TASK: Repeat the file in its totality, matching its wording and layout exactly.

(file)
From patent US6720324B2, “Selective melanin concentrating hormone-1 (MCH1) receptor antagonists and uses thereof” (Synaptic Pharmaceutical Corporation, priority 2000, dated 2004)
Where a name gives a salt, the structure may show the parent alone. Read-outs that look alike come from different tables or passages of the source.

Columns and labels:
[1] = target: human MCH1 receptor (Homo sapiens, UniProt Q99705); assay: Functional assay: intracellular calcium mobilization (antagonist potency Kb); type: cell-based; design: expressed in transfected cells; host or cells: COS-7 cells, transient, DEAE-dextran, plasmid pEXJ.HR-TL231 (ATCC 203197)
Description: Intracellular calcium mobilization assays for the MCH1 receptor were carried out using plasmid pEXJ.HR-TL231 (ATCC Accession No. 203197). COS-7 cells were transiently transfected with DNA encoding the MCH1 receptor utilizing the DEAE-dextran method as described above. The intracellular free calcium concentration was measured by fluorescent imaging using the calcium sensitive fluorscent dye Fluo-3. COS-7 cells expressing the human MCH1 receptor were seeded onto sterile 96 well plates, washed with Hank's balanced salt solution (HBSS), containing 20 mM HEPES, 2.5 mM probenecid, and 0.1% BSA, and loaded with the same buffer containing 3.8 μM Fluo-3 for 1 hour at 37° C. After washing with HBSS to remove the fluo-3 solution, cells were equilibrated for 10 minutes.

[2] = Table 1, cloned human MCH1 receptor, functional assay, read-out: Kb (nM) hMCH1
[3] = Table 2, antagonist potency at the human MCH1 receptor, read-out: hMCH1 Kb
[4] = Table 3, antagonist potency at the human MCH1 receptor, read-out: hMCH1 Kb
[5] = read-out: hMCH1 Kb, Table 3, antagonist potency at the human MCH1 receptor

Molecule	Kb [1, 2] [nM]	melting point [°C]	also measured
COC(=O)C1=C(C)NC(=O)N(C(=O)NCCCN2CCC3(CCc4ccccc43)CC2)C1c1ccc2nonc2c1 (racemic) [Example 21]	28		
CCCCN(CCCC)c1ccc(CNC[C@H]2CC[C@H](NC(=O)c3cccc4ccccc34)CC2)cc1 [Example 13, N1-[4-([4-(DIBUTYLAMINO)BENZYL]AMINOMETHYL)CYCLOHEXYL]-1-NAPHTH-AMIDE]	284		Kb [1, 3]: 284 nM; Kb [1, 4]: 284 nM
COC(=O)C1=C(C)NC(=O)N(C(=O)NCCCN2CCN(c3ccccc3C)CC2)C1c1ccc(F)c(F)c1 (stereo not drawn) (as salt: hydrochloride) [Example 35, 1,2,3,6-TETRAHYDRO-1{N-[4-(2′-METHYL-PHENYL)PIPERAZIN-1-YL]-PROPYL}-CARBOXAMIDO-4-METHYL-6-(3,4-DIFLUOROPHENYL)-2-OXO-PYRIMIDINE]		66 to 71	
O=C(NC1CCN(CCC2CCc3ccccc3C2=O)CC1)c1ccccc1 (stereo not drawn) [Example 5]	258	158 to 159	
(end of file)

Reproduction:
From patent US6720324B2, “Selective melanin concentrating hormone-1 (MCH1) receptor antagonists and uses thereof” (Synaptic Pharmaceutical Corporation, priority 2000, dated 2004)
Where a name gives a salt, the structure may show the parent alone. Read-outs that look alike come from different tables or passages of the source.

Columns and labels:
[1] = target: human MCH1 receptor (Homo sapiens, UniProt Q99705); assay: Functional assay: intracellular calcium mobilization (antagonist potency Kb); type: cell-based; design: expressed in transfected cells; host or cells: COS-7 cells, transient, DEAE-dextran, plasmid pEXJ.HR-TL231 (ATCC 203197)
Description: Intracellular calcium mobilization assays for the MCH1 receptor were carried out using plasmid pEXJ.HR-TL231 (ATCC Accession No. 203197). COS-7 cells were transiently transfected with DNA encoding the MCH1 receptor utilizing the DEAE-dextran method as described above. The intracellular free calcium concentration was measured by fluorescent imaging using the calcium sensitive fluorscent dye Fluo-3. COS-7 cells expressing the human MCH1 receptor were seeded onto sterile 96 well plates, washed with Hank's balanced salt solution (HBSS), containing 20 mM HEPES, 2.5 mM probenecid, and 0.1% BSA, and loaded with the same buffer containing 3.8 μM Fluo-3 for 1 hour at 37° C. After washing with HBSS to remove the fluo-3 solution, cells were equilibrated for 10 minutes.

[2] = Table 1, cloned human MCH1 receptor, functional assay, read-out: Kb (nM) hMCH1
[3] = Table 2, antagonist potency at the human MCH1 receptor, read-out: hMCH1 Kb
[4] = Table 3, antagonist potency at the human MCH1 receptor, read-out: hMCH1 Kb
[5] = read-out: hMCH1 Kb, Table 3, antagonist potency at the human MCH1 receptor

Molecule	Kb [1, 2] [nM]	melting point [°C]	also measured
COC(=O)C1=C(C)NC(=O)N(C(=O)NCCCN2CCC3(CCc4ccccc43)CC2)C1c1ccc2nonc2c1 (racemic) [Example 21]	28		
CCCCN(CCCC)c1ccc(CNC[C@H]2CC[C@H](NC(=O)c3cccc4ccccc34)CC2)cc1 [Example 13, N1-[4-([4-(DIBUTYLAMINO)BENZYL]AMINOMETHYL)CYCLOHEXYL]-1-NAPHTH-AMIDE]	284		Kb [1, 3]: 284 nM; Kb [1, 4]: 284 nM
COC(=O)C1=C(C)NC(=O)N(C(=O)NCCCN2CCN(c3ccccc3C)CC2)C1c1ccc(F)c(F)c1 (stereo not drawn) (as salt: hydrochloride) [Example 35, 1,2,3,6-TETRAHYDRO-1{N-[4-(2′-METHYL-PHENYL)PIPERAZIN-1-YL]-PROPYL}-CARBOXAMIDO-4-METHYL-6-(3,4-DIFLUOROPHENYL)-2-OXO-PYRIMIDINE]		66 to 71	
O=C(NC1CCN(CCC2CCc3ccccc3C2=O)CC1)c1ccccc1 (stereo not drawn) [Example 5]	258	158 to 159	